Friday, April 16, 2021

#1936Club: Murder In Mesopotamia


Murder in Mesopotamia
is one of three Hercule Poirot mystery novels by Agatha Christie published in 1936. The other two are The A.B.C. Murders, which I read and reviewed in 2017, and Cards on the Table, read and reviewed in 2019. 

It was also the first of Christie's novels to feature an archaeological site, which Christie was very familiar with because her second husband, Max Mallowan, was an archaeologist, and she went with him to work on some of his sites.

This Hercule Poirot mystery is set in Iraq, at an archaelogical dig located near Hassanieh. Dr. Giles Reilly asks Amy Leatheran to take on the position of nurse to the wife of the chief archaeologist at the dig. The wife, Louise, is nervous and is in fear of her life, partly as the result of threatening letters she has received. No one takes this very seriously until Louise is killed, in what seems to be an impossible situation. Poirot happens to be passing through the area and is called upon to look into the death. 

My favorite part of this novel is the narration by Nurse Leatheran. She is telling the story four years after the event, again at the request of Dr. Reilly. The reader sees all events through her eyes and learns about the characters from what she is told or experiences herself. Her initial reaction to Hercule Poirot is very funny.

Here it is:

I don’t think I shall ever forget my first sight of Hercule Poirot. Of course, I got used to him later on, but to begin with it was a shock, and I think everyone else must have felt the same!

I don’t know what I’d imagined—something rather like Sherlock Holmes—long and lean with a keen, clever face. Of course, I knew he was a foreigner, but I hadn’t expected him to be quite as foreign as he was, if you know what I mean.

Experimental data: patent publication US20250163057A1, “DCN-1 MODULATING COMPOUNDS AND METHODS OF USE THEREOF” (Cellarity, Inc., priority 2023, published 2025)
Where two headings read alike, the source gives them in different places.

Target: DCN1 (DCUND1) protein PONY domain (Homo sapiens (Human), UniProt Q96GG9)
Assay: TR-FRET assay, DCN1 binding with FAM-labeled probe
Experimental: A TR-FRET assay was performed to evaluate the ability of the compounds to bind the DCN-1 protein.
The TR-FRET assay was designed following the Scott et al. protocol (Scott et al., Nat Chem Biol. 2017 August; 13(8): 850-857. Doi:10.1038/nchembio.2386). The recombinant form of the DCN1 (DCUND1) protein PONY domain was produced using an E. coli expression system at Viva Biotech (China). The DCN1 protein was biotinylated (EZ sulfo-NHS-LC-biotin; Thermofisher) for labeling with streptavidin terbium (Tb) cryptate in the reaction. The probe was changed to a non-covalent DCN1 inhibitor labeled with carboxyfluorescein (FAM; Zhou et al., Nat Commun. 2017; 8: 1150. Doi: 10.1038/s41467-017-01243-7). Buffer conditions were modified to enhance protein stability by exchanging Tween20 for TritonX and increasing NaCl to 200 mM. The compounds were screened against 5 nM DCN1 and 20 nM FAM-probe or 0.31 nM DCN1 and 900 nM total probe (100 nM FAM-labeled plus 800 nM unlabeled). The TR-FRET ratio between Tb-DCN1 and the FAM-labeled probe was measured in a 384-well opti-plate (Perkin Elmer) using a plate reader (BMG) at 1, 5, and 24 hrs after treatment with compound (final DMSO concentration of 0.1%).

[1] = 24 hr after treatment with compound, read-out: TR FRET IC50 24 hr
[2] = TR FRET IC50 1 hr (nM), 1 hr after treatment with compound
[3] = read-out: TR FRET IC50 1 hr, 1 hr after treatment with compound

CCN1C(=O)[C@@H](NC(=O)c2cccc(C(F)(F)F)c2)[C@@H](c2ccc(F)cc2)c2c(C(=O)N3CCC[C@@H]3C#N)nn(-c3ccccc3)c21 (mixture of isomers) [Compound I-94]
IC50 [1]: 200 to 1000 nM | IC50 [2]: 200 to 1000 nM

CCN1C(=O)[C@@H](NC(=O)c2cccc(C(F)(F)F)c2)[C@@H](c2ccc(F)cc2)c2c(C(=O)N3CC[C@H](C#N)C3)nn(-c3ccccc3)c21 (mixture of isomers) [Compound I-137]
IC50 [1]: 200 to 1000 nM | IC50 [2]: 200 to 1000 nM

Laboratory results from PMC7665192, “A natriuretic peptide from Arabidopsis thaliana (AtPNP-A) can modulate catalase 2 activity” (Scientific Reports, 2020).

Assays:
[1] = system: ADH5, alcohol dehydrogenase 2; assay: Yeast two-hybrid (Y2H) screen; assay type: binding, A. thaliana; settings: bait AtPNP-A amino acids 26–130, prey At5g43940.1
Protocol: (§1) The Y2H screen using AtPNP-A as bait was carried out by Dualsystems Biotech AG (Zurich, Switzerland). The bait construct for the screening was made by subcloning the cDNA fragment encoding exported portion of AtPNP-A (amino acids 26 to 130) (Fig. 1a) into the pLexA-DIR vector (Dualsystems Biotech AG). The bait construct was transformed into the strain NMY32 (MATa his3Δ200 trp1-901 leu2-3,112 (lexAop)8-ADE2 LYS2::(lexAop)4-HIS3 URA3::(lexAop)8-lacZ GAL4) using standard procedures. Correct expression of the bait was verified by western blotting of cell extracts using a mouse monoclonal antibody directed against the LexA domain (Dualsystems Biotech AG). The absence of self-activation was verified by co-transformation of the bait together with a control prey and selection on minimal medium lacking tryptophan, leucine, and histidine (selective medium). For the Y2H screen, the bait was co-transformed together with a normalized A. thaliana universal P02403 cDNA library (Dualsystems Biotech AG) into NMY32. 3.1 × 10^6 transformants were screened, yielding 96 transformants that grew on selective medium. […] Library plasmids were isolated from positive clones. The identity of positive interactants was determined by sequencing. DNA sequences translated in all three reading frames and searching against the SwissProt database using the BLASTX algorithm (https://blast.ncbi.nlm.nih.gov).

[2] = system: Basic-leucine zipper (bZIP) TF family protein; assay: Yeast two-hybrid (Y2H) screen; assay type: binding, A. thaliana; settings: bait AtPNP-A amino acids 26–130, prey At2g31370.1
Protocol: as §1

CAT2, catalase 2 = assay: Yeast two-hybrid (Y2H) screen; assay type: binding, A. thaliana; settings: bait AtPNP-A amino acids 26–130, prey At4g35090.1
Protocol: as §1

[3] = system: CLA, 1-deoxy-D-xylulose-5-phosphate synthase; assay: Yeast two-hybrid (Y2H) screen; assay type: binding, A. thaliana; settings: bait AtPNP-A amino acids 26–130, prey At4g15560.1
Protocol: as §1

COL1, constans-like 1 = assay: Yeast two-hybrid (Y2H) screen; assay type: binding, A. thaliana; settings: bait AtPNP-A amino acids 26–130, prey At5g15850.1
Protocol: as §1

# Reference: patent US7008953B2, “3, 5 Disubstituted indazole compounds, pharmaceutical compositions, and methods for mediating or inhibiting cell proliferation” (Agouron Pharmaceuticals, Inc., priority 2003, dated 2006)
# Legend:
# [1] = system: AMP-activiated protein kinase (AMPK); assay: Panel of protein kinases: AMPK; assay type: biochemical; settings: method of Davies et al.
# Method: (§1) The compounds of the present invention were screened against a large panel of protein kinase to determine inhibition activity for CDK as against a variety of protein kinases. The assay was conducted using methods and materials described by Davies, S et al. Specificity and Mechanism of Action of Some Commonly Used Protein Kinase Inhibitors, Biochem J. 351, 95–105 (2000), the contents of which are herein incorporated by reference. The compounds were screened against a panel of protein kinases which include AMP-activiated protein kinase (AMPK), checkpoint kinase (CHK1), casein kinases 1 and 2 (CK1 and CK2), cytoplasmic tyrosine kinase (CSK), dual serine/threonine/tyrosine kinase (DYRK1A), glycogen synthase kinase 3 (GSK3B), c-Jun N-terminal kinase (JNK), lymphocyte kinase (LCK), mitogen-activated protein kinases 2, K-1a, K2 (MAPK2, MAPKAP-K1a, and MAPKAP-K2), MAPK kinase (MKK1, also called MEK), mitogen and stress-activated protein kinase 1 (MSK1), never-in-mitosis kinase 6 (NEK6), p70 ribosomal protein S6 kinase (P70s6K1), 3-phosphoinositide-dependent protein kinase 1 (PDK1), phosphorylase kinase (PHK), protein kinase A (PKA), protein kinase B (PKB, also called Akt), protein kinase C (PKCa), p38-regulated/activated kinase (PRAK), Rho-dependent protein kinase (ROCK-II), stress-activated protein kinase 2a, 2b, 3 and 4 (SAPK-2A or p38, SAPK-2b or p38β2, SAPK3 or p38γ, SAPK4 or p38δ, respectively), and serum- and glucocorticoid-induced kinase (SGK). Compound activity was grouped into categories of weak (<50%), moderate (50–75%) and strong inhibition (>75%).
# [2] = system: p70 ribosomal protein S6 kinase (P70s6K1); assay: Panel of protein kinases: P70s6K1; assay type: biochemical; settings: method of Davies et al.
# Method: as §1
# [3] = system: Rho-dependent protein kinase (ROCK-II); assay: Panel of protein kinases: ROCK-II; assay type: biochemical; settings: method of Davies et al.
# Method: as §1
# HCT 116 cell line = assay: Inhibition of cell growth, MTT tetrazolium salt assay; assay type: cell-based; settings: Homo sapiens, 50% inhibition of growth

When you saw him you just wanted to laugh! He was like something on the stage or at the pictures. To begin with, he wasn’t above five-foot five, I should think—an odd, plump little man, quite old, with an enormous moustache, and a head like an egg. He looked like a hairdresser in a comic play!

And this was the man who was going to find out who killed Mrs Leidner!

I suppose something of my disgust must have shown in my face, for almost straightaway he said to me with a queer kind of twinkle:

‘You disapprove of me, ma soeur? Remember, the pudding proves itself only when you eat it.’

The workings of the dig were very interesting. In addition, I thought all the characters were well defined. Louise Leidner is reported to be attractive to men and manipulative in relationships with both men and women. When she joins the dig, the comaraderie of the established team is disturbed. Sheila Reilly, daughter of Dr. Reilly and a very outspoken young woman, was my favorite character aside from the nurse.

Many reviewers have pointed out that the solution to this crime is ridiculous and/or seriously strains the reader's ability to suspend belief. I can understand that point of view, but when I read the book I found the solution acceptable. Overall, I enjoyed reading the novel. 

Agatha Christie's dedication for this book:

  Dedicated to
  My many archaeological friends 
  in Iraq and Syria

I am enjoying reading and reviewing novels from 1936 this week for the 1936 Club, hosted by Simon at Stuck in a Book and Karen at Kaggsy's Bookish Ramblings


Publisher:  Fontana, 1979. Orig. pub. 1936.
Length:     190 pages (of tiny print)
Format:     Paperback
Series:      Hercule Poirot
Setting:     Iraq
Genre:      Mystery
Source:     Purchased at Planned Parenthood book sale, 2014. 


pattinase (abbott) said...

Now that comment of her looking with disgust at Poirot is offensive today, if not then. There is nothing in her description that should evoke disgust. Is it Christie talking or are we meant to dislike the character? I have always had problems with Christie's cruel streak, which often turns toward working class women. Or does she dislike POirot's looks enough for this to be coming from her.